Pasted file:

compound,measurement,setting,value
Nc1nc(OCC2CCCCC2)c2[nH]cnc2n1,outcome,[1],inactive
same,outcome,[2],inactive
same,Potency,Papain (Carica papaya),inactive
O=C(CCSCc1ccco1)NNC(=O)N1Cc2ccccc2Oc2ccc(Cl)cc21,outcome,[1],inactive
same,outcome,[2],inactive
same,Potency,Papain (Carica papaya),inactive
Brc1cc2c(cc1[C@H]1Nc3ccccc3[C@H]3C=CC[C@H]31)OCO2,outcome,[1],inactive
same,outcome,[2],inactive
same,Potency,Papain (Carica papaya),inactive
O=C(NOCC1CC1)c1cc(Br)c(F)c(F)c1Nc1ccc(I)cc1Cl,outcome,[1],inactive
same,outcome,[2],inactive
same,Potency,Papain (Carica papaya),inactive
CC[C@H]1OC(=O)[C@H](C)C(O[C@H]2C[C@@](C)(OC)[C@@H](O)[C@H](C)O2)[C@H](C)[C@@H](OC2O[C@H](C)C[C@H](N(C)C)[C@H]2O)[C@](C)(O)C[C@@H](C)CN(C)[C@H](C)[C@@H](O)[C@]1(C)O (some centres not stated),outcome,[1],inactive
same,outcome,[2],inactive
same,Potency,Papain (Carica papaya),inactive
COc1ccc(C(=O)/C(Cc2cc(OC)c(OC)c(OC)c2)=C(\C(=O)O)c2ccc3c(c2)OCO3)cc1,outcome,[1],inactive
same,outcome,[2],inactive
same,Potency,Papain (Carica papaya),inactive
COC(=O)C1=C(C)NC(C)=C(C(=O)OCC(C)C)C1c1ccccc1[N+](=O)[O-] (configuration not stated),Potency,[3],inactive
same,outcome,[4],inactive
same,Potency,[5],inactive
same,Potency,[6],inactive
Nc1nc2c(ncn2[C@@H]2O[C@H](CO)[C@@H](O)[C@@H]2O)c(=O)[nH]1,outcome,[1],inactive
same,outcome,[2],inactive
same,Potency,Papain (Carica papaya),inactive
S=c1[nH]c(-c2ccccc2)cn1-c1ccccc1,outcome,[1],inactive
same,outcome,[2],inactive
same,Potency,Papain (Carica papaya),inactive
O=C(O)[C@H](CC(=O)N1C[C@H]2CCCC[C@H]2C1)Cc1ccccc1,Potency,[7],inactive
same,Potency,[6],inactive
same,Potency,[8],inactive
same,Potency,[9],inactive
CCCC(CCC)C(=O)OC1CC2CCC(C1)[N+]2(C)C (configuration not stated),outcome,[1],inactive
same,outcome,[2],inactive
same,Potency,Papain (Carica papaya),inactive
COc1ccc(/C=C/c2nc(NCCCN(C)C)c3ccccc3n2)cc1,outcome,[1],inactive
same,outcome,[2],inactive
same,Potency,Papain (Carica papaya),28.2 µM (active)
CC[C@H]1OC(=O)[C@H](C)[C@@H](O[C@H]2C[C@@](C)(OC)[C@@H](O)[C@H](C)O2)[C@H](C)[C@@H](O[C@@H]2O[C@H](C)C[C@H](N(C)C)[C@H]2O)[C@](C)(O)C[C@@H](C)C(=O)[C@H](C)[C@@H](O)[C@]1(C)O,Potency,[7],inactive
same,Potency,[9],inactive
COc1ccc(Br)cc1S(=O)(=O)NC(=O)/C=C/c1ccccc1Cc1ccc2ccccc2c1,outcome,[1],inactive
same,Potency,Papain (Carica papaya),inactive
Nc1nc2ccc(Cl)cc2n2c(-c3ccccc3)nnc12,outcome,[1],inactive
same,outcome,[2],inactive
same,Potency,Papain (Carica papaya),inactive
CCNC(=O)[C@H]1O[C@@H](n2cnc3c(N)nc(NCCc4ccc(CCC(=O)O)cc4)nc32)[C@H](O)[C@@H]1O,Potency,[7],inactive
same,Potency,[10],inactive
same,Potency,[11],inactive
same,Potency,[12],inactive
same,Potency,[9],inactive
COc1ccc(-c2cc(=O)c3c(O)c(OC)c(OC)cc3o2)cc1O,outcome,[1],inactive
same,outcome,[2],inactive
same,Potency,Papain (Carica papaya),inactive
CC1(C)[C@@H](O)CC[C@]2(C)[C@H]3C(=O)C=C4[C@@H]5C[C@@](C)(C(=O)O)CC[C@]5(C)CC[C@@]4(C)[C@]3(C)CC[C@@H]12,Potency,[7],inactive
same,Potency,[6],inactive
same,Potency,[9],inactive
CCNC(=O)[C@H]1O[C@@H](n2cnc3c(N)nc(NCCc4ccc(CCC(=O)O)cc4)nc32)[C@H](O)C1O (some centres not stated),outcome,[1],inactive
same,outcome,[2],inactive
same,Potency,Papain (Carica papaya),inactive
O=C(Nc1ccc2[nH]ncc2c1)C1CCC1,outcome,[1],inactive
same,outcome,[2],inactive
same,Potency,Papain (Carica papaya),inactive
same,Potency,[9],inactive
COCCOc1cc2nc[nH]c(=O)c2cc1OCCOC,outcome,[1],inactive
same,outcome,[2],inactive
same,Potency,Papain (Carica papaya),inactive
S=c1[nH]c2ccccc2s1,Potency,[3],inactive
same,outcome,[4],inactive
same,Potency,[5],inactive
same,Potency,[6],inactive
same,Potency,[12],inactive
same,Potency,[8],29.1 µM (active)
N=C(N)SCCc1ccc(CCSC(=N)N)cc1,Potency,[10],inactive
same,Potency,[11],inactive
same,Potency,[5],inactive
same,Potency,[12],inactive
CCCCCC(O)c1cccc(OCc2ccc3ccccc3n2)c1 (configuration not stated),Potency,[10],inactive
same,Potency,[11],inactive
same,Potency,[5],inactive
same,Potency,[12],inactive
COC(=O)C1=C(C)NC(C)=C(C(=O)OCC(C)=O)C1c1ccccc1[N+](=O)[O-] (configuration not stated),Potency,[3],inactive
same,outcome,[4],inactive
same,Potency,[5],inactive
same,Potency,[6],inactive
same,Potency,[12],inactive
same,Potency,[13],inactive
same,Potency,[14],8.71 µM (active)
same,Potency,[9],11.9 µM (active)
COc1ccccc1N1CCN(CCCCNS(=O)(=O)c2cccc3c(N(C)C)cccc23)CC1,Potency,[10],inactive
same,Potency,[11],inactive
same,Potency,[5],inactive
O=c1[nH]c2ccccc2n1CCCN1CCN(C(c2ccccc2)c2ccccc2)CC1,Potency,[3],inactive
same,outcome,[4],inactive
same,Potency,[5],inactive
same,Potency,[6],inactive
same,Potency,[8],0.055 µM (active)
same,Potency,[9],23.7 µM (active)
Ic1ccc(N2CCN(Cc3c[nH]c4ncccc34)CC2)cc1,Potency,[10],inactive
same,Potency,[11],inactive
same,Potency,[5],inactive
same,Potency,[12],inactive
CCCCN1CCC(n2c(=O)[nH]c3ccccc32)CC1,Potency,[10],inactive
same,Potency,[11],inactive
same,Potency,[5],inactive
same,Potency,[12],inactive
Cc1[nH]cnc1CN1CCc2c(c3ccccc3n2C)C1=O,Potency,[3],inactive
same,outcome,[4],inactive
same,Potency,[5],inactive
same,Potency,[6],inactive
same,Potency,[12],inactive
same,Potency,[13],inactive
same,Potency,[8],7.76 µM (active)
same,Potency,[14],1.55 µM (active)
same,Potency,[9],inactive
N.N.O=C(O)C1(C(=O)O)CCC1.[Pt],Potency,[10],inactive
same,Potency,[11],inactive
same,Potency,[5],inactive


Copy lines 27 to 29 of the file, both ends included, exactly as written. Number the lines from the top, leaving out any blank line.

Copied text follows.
S=c1[nH]c(-c2ccccc2)cn1-c1ccccc1,outcome,[1],inactive
same,outcome,[2],inactive
same,Potency,Papain (Carica papaya),inactive